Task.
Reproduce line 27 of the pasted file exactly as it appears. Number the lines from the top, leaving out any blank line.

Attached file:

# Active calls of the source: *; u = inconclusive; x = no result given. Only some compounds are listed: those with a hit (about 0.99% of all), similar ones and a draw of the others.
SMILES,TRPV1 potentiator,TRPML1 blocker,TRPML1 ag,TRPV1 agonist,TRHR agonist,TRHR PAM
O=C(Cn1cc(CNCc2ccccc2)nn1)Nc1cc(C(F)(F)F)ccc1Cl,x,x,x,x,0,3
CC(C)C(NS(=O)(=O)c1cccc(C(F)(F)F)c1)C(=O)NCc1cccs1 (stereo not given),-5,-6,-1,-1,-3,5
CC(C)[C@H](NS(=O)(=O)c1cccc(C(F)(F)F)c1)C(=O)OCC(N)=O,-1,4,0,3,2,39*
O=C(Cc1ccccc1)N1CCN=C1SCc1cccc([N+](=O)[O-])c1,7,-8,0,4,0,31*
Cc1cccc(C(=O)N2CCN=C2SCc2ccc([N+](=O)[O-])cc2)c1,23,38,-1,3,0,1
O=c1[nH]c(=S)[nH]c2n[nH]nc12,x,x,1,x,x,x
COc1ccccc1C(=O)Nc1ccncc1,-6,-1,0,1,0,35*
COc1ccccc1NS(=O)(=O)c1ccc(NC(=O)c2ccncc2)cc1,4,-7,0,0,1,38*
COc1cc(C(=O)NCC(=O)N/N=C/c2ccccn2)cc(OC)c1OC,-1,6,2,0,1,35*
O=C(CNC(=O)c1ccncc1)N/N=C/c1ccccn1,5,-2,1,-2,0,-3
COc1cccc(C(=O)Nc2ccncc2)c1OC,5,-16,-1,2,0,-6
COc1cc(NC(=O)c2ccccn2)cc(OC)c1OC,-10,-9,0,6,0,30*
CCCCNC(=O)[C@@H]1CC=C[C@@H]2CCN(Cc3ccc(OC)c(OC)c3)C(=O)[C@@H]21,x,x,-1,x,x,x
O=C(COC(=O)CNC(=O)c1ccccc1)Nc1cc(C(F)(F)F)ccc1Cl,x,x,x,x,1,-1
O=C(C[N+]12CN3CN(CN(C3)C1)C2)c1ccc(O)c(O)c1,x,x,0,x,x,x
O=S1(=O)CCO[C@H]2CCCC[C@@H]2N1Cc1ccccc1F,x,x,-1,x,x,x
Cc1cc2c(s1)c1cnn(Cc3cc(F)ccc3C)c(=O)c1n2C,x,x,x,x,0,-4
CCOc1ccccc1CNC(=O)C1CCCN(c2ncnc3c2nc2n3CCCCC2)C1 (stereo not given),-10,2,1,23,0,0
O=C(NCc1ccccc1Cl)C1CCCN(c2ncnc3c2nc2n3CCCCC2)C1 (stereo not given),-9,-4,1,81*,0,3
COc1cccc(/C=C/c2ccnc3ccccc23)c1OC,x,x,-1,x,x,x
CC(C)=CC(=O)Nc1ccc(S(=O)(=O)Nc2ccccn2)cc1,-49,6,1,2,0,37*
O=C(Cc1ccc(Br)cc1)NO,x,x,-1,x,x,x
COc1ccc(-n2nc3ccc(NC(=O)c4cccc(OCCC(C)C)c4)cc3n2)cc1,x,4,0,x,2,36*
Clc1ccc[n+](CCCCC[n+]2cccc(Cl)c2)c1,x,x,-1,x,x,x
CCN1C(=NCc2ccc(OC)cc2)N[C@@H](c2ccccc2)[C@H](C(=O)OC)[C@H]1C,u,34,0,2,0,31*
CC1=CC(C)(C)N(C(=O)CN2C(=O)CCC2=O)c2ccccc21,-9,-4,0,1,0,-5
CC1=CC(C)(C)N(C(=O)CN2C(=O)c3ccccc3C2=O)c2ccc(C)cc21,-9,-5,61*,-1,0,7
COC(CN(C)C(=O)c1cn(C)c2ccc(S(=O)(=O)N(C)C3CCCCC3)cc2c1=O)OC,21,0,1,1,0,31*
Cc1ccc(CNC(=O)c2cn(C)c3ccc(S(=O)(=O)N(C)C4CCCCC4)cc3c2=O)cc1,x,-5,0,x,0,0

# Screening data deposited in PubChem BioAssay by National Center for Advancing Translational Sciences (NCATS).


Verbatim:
CCN1C(=NCc2ccc(OC)cc2)N[C@@H](c2ccccc2)[C@H](C(=O)OC)[C@H]1C,u,34,0,2,0,31*